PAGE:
Urania , which was founded in 1888 and whose Bamberg refractor was relocated from Invalidenstrasse in Berlin-Mitte to the first location of the Wilhelm Foerster observatory in Papestrasse in Berlin-Schöneberg after its building was destroyed in World War II , was primarily intended for the public . In addition to this people's observatory , which has been on the Insulaner since 1963 , there are two more in Berlin: the Archenhold observatory , housed in Berlin-Treptow since the trade exhibition in 1896, and the Bruno H. Bürgel observatory , since 1982 in Berlin-Spandau.
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- Jürgen Tietz: New in Potsdam. Library. (No longer available online.) Archived from the original on August 16, 2010 ; Retrieved August 14, 2010 . Info: The archive link was inserted automatically and has not yet been checked. Please check the original and archive link according to the instructions and then remove this notice.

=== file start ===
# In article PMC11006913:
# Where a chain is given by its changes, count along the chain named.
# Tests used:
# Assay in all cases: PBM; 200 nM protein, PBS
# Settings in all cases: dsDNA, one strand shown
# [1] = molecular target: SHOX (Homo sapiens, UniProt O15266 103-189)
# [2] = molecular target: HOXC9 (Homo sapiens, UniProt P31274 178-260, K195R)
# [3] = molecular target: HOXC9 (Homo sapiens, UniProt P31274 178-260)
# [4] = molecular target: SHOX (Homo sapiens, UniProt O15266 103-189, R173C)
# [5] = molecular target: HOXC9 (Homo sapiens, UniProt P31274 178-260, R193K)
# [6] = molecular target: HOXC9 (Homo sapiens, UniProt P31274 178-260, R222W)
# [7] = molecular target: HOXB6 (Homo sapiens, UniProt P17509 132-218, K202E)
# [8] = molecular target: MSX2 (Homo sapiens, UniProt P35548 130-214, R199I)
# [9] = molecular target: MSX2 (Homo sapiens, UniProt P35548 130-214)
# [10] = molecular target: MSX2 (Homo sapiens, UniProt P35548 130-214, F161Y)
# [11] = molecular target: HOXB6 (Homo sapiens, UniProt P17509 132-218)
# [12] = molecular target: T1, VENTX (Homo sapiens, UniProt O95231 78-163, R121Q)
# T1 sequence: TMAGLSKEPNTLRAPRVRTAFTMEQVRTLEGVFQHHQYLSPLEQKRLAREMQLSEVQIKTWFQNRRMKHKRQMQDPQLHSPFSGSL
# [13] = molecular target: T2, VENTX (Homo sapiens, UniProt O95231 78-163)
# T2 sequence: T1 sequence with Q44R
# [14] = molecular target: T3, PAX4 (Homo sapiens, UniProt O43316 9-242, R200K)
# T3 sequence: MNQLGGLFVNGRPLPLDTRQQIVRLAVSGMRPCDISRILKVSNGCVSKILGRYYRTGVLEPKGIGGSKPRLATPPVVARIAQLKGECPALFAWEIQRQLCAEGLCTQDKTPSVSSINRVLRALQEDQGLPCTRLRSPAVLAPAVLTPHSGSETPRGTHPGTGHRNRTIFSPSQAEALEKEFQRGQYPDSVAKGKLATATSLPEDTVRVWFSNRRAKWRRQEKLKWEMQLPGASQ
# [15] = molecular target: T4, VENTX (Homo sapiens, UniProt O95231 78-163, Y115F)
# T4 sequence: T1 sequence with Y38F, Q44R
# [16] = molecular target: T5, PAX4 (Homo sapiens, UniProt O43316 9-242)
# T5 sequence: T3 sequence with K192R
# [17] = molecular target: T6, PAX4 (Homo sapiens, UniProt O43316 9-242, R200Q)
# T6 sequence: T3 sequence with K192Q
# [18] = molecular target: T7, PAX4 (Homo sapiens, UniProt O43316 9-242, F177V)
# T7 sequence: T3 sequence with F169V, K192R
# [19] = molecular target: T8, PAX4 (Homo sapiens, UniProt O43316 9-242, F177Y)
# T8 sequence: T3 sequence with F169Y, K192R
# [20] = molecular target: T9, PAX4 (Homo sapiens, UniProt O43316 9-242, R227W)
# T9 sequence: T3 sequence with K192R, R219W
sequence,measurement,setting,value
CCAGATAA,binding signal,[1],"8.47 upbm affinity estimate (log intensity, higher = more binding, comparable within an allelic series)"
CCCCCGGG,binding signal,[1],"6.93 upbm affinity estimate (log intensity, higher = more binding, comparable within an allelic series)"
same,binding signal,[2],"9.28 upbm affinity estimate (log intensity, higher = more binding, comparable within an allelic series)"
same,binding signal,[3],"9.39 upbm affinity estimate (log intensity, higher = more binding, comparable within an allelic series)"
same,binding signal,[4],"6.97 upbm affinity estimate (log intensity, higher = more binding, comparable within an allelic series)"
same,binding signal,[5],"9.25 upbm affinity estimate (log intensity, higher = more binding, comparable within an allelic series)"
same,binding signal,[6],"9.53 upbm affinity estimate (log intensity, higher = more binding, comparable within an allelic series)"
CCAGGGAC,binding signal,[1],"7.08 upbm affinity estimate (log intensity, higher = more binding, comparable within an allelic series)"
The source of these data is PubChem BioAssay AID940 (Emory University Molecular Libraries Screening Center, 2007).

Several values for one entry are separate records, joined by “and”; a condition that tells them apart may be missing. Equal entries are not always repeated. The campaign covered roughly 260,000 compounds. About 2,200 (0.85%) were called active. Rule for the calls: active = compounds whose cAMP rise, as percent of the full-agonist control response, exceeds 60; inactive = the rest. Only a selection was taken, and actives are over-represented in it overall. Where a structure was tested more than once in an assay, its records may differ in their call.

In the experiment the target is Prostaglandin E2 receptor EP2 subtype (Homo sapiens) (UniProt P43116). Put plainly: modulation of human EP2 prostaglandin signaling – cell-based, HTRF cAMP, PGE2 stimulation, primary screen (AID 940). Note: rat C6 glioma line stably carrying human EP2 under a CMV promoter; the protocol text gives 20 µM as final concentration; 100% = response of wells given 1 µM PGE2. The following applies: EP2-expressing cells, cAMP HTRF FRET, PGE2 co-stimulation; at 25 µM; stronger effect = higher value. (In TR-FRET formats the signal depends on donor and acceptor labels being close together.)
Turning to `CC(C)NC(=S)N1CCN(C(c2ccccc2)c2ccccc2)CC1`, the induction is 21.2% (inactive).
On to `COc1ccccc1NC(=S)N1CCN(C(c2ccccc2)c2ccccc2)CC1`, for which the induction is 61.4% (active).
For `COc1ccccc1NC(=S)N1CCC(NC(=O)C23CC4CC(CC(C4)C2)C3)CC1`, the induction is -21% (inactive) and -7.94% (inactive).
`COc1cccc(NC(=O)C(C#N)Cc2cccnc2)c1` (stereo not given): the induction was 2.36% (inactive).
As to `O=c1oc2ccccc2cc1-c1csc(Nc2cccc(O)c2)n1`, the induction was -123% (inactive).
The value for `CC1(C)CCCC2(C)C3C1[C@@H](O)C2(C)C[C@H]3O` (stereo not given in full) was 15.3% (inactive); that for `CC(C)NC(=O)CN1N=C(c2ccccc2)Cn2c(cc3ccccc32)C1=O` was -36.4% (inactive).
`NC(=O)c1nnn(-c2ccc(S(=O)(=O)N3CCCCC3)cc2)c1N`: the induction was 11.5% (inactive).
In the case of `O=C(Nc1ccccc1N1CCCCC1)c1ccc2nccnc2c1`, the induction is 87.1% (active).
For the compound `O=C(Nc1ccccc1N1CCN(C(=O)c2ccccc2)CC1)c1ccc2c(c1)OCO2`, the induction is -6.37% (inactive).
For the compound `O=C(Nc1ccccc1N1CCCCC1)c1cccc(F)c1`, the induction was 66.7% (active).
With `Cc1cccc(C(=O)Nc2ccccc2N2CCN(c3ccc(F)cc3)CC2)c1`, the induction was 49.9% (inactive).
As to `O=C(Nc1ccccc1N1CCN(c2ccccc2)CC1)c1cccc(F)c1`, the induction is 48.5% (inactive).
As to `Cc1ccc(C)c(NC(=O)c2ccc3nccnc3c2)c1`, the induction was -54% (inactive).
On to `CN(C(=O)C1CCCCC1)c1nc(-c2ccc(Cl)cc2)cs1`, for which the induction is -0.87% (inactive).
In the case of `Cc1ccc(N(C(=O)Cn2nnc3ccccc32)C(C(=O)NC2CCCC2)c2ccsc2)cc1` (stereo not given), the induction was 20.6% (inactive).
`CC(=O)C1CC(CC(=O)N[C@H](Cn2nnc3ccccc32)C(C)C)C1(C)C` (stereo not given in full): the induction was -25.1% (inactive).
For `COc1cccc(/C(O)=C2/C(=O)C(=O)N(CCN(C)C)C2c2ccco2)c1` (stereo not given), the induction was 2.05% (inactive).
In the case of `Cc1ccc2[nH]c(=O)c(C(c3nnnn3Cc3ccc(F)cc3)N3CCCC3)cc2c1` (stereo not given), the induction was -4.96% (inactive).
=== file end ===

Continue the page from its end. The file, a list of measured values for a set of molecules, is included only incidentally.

- Institute: Portraits AIP
- H. Schmidt: Prof. Dr. Paul Guthnick - a pioneer of photoelectric photometry . (PDF; 162 kB)
- 300 years of astronomy in Berlin and Potsdam; Preface on astro.uni-bonn.de
- Department of Sonneberg of the Berlin-Babelsberg University Observatory. Retrieved April 26, 2009 . 4pisysteme.de
- Directors of the Astronomical Computing Institute (until 1874 of the Berlin observatory) ZAH